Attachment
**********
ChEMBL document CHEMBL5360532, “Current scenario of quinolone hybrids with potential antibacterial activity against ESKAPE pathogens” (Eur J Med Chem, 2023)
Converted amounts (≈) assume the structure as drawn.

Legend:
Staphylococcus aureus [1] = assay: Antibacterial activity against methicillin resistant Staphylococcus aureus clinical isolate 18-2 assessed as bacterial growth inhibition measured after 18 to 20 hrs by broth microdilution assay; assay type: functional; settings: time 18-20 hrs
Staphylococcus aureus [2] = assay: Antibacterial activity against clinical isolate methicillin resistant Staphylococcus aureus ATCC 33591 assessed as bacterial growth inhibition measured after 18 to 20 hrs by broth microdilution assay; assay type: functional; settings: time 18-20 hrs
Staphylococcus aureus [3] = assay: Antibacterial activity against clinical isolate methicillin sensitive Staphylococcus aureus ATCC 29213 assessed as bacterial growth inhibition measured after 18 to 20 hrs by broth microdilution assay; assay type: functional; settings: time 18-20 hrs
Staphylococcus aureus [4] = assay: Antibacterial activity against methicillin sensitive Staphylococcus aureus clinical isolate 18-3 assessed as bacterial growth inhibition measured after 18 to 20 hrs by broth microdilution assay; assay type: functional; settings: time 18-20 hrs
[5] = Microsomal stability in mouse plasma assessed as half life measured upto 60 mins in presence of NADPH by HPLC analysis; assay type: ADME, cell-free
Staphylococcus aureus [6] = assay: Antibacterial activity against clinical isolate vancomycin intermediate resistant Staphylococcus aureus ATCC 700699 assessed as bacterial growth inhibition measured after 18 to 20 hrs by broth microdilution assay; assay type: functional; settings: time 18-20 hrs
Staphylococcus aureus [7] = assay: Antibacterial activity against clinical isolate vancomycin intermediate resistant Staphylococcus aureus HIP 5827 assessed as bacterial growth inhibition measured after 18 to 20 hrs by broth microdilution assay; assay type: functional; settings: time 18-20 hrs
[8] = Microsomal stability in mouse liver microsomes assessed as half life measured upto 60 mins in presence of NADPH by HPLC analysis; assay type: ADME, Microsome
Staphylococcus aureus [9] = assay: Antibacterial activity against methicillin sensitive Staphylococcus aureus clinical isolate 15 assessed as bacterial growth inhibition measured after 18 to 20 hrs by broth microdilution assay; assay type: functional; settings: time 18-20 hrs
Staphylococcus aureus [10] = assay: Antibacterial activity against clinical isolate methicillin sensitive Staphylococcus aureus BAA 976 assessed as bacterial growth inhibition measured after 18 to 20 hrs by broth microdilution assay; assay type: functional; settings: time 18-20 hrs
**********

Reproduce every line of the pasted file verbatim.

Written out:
ChEMBL document CHEMBL5360532, “Current scenario of quinolone hybrids with potential antibacterial activity against ESKAPE pathogens” (Eur J Med Chem, 2023)
Converted amounts (≈) assume the structure as drawn.

Legend:
Staphylococcus aureus [1] = assay: Antibacterial activity against methicillin resistant Staphylococcus aureus clinical isolate 18-2 assessed as bacterial growth inhibition measured after 18 to 20 hrs by broth microdilution assay; assay type: functional; settings: time 18-20 hrs
Staphylococcus aureus [2] = assay: Antibacterial activity against clinical isolate methicillin resistant Staphylococcus aureus ATCC 33591 assessed as bacterial growth inhibition measured after 18 to 20 hrs by broth microdilution assay; assay type: functional; settings: time 18-20 hrs
Staphylococcus aureus [3] = assay: Antibacterial activity against clinical isolate methicillin sensitive Staphylococcus aureus ATCC 29213 assessed as bacterial growth inhibition measured after 18 to 20 hrs by broth microdilution assay; assay type: functional; settings: time 18-20 hrs
Staphylococcus aureus [4] = assay: Antibacterial activity against methicillin sensitive Staphylococcus aureus clinical isolate 18-3 assessed as bacterial growth inhibition measured after 18 to 20 hrs by broth microdilution assay; assay type: functional; settings: time 18-20 hrs
[5] = Microsomal stability in mouse plasma assessed as half life measured upto 60 mins in presence of NADPH by HPLC analysis; assay type: ADME, cell-free
Staphylococcus aureus [6] = assay: Antibacterial activity against clinical isolate vancomycin intermediate resistant Staphylococcus aureus ATCC 700699 assessed as bacterial growth inhibition measured after 18 to 20 hrs by broth microdilution assay; assay type: functional; settings: time 18-20 hrs
Staphylococcus aureus [7] = assay: Antibacterial activity against clinical isolate vancomycin intermediate resistant Staphylococcus aureus HIP 5827 assessed as bacterial growth inhibition measured after 18 to 20 hrs by broth microdilution assay; assay type: functional; settings: time 18-20 hrs
[8] = Microsomal stability in mouse liver microsomes assessed as half life measured upto 60 mins in presence of NADPH by HPLC analysis; assay type: ADME, Microsome
Staphylococcus aureus [9] = assay: Antibacterial activity against methicillin sensitive Staphylococcus aureus clinical isolate 15 assessed as bacterial growth inhibition measured after 18 to 20 hrs by broth microdilution assay; assay type: functional; settings: time 18-20 hrs
Staphylococcus aureus [10] = assay: Antibacterial activity against clinical isolate methicillin sensitive Staphylococcus aureus BAA 976 assessed as bacterial growth inhibition measured after 18 to 20 hrs by broth microdilution assay; assay type: functional; settings: time 18-20 hrs